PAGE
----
2

I've been looking for ways to convert PostGIS to GEOS geometries without linking to or dependency on lwgeom/liblwgeom.

The closest thing I can find is a mention of the pointcloud approach here:

For an alternate example of an extension with a lighter dependency on PostGIS, check out pgpointcloud, which has it's own structure for spatial data (a point patch) and exchanges data with PostGIS via well-known-binary. This removes the liblwgeom dependency, which means it's possible to compile and use pgpointcloud without PostGIS installed, which is not entirely uncommon.

But I do not want to reinvent geometry types, and instead want to use what GEOS already have (, which I understand, corresponds to be subset of PostGIS/lwgeom types). So I am thinking about the path

PostGIS geometry  ==> (step1. via ST_AsEWKB or its like) EWKB 
==> (step2. via GEOSGeomFromWKB_buf) GEOS geometry ==> call geos functions...

But I am not familiar with the code structures of the packages.

What I know so far are:

  1. ST_AsEWKB for step1, but I guess I'll need a C/C++ equivalent.

  2. Some examples reading WKB in step2.

    /* WKB input */
    g2 = GEOSGeomFromWKB_buf(uptr, size); free(uptr);
    

Can anyone with the expertise give some pointers to completing the loop? (e.g. about specific pointcloud functions, better work flows, etc.)

(My target environment is a PostgreSQL extension (PostgreSQL 11) with GEOS 3.7 and PostGIS 2.5 as of Jan 2019.)

Other references:

How to use GEOS/C++ to efficiently find all point pairs closer than a threshold?

4

It is not clear to me whether you are looking specifically for information on loading point clouds, or geometries in general.

GEOS may not be the ideal tool for manipulating point clouds, but you can certainly transport a subset as point geometries. My example below uses a polygon, but the general strategy is geometry-agnostic.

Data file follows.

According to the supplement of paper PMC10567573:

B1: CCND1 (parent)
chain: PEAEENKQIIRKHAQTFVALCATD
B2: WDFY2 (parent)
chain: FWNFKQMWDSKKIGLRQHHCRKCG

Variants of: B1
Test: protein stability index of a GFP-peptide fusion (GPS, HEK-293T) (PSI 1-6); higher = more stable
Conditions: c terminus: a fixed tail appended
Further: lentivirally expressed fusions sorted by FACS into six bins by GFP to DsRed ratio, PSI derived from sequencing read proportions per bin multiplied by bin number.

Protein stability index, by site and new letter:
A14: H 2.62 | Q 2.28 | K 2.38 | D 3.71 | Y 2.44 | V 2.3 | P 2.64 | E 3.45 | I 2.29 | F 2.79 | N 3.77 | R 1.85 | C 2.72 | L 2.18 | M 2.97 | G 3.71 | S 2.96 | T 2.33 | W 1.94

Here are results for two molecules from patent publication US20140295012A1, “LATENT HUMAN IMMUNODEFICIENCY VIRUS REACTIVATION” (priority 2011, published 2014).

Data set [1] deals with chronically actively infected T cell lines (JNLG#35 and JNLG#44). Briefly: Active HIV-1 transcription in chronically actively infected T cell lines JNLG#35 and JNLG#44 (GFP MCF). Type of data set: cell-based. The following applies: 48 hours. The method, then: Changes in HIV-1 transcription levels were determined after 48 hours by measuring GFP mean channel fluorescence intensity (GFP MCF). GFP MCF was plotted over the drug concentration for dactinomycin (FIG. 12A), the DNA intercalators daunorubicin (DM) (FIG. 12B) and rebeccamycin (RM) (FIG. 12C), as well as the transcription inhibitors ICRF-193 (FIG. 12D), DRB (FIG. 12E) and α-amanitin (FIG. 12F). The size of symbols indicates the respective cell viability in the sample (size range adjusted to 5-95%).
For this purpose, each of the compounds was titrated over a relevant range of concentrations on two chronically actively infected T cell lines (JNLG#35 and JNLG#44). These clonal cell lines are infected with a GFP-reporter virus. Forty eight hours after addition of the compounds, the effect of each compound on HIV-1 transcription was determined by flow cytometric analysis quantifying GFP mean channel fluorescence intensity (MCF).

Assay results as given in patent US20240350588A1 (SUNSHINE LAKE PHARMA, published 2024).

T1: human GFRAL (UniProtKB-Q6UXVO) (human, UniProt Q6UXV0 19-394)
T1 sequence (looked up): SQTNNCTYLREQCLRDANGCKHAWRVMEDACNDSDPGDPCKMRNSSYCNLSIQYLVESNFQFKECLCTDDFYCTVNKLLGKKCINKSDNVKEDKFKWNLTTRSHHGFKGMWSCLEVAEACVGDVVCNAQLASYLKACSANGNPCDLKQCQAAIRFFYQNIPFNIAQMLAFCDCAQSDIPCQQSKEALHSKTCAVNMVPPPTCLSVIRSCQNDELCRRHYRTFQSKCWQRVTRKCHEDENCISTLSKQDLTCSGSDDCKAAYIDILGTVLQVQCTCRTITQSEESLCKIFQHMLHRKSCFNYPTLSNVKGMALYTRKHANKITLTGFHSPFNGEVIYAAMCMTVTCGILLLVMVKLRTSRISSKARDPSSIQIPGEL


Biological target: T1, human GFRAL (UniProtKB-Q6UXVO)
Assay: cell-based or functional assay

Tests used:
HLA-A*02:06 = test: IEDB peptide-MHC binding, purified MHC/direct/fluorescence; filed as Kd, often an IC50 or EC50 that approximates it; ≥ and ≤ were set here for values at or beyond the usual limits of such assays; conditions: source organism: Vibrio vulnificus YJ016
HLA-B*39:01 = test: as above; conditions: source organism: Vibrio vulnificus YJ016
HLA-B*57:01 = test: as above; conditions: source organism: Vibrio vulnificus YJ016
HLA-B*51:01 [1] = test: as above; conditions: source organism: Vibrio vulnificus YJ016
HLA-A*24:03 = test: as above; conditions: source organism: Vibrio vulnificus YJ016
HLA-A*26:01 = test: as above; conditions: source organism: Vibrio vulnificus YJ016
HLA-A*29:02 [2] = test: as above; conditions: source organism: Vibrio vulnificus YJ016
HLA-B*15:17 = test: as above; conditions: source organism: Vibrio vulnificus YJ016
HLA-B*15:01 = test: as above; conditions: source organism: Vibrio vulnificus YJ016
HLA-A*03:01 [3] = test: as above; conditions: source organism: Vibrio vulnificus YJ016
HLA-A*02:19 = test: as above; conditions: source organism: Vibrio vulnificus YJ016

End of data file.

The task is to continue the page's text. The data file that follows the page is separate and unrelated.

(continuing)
(I hadn't tried this before, but it seemed like a good opportunity to learn it -- it's possible that I've missed some shortcuts or clean-up steps. Also, I used the versions of GEOS (3.5) and PostGIS (2.5) on my system, but it should be similar -- the GEOS API changes I've noticed are in C++).

The first gotcha is that you want to load the EWKB string from PostGIS and encode it as HEX so it can be consumed by the GEOS reader. You have to specifically encode the binary output using the PostgreSQL encode function (see below). GEOS does have a binary reader, but I didn't get it to work.

Here's a brief example in C that loads a square polygon and prints out the points. A working example is on github.

// Connect to PG and execute the query.
PGconn* conn = PQconnectdb("host=localhost dbname=test user=rob");
PGresult* res = PQexec(conn, "SELECT encode(ST_AsEWKB(geom), 'hex') FROM test LIMIT 1");

// Grab the geometry and its length.
const unsigned char* geom = PQgetvalue(res, 0, 0);
int len = strlen(geom);

// End the PG connection.
PQfinish(conn);

// Initialize GEOS. Don't forget this. You'll be scratching your head.
initGEOS(&notice, &notice);

// Create a reader and use it to read the geometry.
GEOSWKBReader* reader = GEOSWKBReader_create();
GEOSGeometry* g = GEOSWKBReader_readHEX(reader, geom, len);
GEOSWKBReader_destroy(reader);

// Retrieve the exterior ring and its coordinates.
const GEOSGeometry* r = GEOSGetExteriorRing(g);
const GEOSCoordSequence* s = GEOSGeom_getCoordSeq(r);

// Iterate over the points in the ring.
int n = GEOSGeomGetNumPoints(r);
double x, y;

for(int i = 0; i < n; ++i) {
    GEOSCoordSeq_getX(s, i, &x);
    GEOSCoordSeq_getY(s, i, &y);
    printf("Coord %d: %f %f\n", i, x, y);
}

// Cleanup.
GEOSGeom_destroy(g);
finishGEOS();

The output looks like this:

Number of points: 5
Coord 0: 1000.000000 1000.000000
Coord 1: 2000.000000 1000.000000
Coord 2: 2000.000000 2000.000000
Coord 3: 1000.000000 2000.000000
Coord 4: 1000.000000 1000.000000

The original geometry was created thusly:

insert into test (geom) values (st_geomfromtext('polygon((1000 1000, 2000 1000, 2000 2000, 1000 2000, 1000 1000))', 26910));

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